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Table 1. Effect of probiotic strains in anticancer immune responses in experimental models in vivo.
Table 1. Effect of probiotic strains in anticancer immune responses in experimental models in vivo.
Probiotic MicroorganismExperimental In Vivo ModelEffectsRef.
Lactobacillus acidophilus, Bifidobacteria bifidum and Bifidobacteria infantumDMH-induced carcinogenesis in SD ratsReduced tumour incidence and volume, improvement of gut epithelial integrity mediated by TLR2[92]
Lactobacillus rhamnosus GG CGMCC 1.2134Reduced tumour incidence, multiplicity and volume. Decreased inflammatory cytokines. Induction of apoptosis[94]
Lactobacillus plantarum AdF10 and Lactobacillus rhamnosus GGReduced tumour incidence, multiplicity and volume. Decreased expression of cyclooxygenase 2 (COX2)[95]
Lactobacillus salivarius RenDMH-induced carcinogenesis in F344 ratsReduced tumour incidence[93]
Lactobacillus plantarum LS/07NMU-induced carcinogenesis in SD ratsDecreased cell proliferation markers. Increased CD4+ and CD8+ cell tumour infiltration[107]
Lactobacillus casei BL23DMH-induced carcinogenesis in C57BL/6 miceReduced tumour incidence. Balanced Th17 immune responses[96]
Lactobacillus casei ATCC 393DMH-induced carcinogenesis in BALB/c miceReduced aberrant crypt foci. Decreased pro-inflammatory cytokines. Increased Treg cells in spleen[97,98]
Pediococcus pentosaceus GS4AOM-induced carcinogenesis in Swiss albino miceReduced cancer progression. Induction of apoptosis[100]
Lactobacillus acidophilusAOM-induced carcinogenesis in BALB/c miceIncreased serum IFN-γ, CD4+ and CD8+ cells[99]
VSL#3DSS-induced carcinogenesis in C57BL6 miceReduced tumour incidence. Decreased pro-inflammatory cytokines[102]
Lactobacillus casei BL23AOM/DSS-induced carcinogenesis in C57BL6 miceDecreased cell proliferation markers. Induction of apoptosis. Down-regulation of IL-22[101]
VSL#3Reduced tumour incidence. Decreased pro-inflammatory cytokines[103]
Lactobacillus acidophilus, Lactobacillus rhamnosus and Bifidobacterium bifidumReduced tumour incidence and volume. Decreased pro-inflammatory cytokines[105]
Lactobacillus plantarumAOM/DSS-induced carcinogenesis in BALB/c miceReduced carcinogenesis. Induction of apoptosis. Decreased pro-inflammatory cytokines[104]
Lactobacillus acidophilus ATCC 33198Enhanced effects of anti-CTL-4 antibodies. Increased CD8+ cell tumour infiltration. Decreased Treg cell and M2 macrophage tumour infiltration[106]
Lactobacillus acidophilusC57BL/6J Apc Min/+ miceReduced tumour incidence. Decreased cell proliferation markers. Increased CD8+ cell tumour infiltration[108]
Lactobacillus acidophilus ATCC 314 and Lactobacillus fermentum NCIMB 5221Reduced tumour multiplicity. Decreased proliferation markers[109]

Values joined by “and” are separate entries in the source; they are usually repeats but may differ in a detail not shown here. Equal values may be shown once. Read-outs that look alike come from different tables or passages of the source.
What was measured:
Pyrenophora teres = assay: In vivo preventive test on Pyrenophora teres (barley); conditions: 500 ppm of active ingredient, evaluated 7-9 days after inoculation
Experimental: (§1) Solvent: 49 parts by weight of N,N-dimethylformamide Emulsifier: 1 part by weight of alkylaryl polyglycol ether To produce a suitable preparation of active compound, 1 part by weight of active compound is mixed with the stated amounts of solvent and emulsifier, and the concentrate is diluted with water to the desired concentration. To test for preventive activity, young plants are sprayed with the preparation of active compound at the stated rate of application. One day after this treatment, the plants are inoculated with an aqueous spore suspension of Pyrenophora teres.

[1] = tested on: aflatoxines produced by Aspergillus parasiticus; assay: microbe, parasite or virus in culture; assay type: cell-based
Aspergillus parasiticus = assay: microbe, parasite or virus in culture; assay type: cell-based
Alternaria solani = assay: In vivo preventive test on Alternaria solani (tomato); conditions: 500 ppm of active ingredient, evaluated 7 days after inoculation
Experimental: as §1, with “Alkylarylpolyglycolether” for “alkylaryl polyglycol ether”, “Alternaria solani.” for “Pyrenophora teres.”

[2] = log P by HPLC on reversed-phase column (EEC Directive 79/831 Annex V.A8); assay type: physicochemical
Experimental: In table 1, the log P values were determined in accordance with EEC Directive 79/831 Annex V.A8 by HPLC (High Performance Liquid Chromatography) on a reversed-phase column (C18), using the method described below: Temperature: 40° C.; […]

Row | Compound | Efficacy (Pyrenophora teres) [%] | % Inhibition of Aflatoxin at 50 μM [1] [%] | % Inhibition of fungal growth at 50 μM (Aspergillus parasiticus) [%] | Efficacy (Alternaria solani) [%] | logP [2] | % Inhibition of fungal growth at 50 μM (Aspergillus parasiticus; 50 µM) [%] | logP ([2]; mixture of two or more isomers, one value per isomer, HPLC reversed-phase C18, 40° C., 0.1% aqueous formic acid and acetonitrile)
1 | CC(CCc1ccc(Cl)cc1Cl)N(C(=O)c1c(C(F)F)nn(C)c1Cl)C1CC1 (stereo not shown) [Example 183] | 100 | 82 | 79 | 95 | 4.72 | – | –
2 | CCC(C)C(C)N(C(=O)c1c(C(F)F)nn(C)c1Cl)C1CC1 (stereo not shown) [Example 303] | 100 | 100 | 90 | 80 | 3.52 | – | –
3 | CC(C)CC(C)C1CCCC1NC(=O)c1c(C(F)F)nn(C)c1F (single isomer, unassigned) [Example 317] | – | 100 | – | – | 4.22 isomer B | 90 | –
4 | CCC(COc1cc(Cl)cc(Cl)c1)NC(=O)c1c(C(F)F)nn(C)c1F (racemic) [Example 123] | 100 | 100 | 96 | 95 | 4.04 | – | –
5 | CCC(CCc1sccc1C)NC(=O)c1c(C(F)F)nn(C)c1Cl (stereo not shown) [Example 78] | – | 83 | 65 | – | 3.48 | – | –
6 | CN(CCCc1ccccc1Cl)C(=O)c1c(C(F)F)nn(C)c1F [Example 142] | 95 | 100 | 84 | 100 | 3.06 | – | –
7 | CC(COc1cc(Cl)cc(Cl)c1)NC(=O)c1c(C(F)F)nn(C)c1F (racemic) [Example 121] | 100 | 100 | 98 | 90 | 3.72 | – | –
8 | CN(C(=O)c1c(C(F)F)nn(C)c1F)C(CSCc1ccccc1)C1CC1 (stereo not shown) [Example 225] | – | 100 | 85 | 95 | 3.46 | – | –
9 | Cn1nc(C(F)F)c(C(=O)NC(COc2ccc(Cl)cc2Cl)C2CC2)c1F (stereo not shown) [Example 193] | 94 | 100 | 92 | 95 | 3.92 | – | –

Lactobacillus reuteri ATCC-PTA-6475CD-1 mice and MMTV-neu (HER2) FVB strain miceIncreased Treg cells[110]
Lactobacillus plantarumCT26 syngeneic tumour model in BALB/c miceReduced tumour volume. Increased CD8+ and NK cells tumour infiltration. Increased IFN-γ production. Th1 CD4+ cell differentiation[111]
Lactobacillus casei ATCC 393Reduced tumour volume. Increased CD8+ cell tumour infiltration. Increased IFN-γ and chemokine production. Th1 CD4+ cell differentiation[112,113]
Lactobacillus plantarum ATCC 80144T1 syngeneic mammary carcinoma model in BALB/c miceReduced tumour volume. Increased IFN-γ, TNF-α, IL-2 production. Increased NK cell activity[114]
Lactobacillus brevisReduced tumour volume. Increased IFN-γ, IL-17 production. Increased NK cell activity[115]
Lactobacillus casei CRL 431Reduced tumour volume. Increased ratio of CD8+ to CD4+ cells. Decreased IL-6 production[116]
Lactobacillus acidophilusReduced tumour volume. Increased IFN-γ and decreased TGF-β production[117]
Cocktail of BifidobacteriumMB49 or B16.SIY experimental model in C57BL6 miceReduced tumour volume. Increased DC function and CD8+ cell tumour infiltration[75]
Enterococcus hirae 13144MCA205 fibrosarcoma model in C57BL/6J mice treated with cyclophosphamideIncreased intratumoural CD8+/Treg ratio[84]
Barnesiella intestinihominisIncreased IFN-γ-producing γδ-T cell tumour infiltration[84]
Lactobacillus acidophilusLewis lung cancer model in C57BL/6J mice treated with cisplatinReduced tumour volume. Increased IFN-γ, granzyme B, perforin 1 production[81]
Lactobacillus rhamnosus GG, Escherichia coli Nissle 1917, VSL#3Hepa1-6 experimental model in C57BL6/N miceReduced tumour volume. Decreased Th17 CD4+ cell tumour infiltration[118]
Lactobacillus plantarum BF-LP284Meth-A sarcoma model in BALB/c miceReduced tumour volume. Increased TNF-α and IFN-γ production.[119]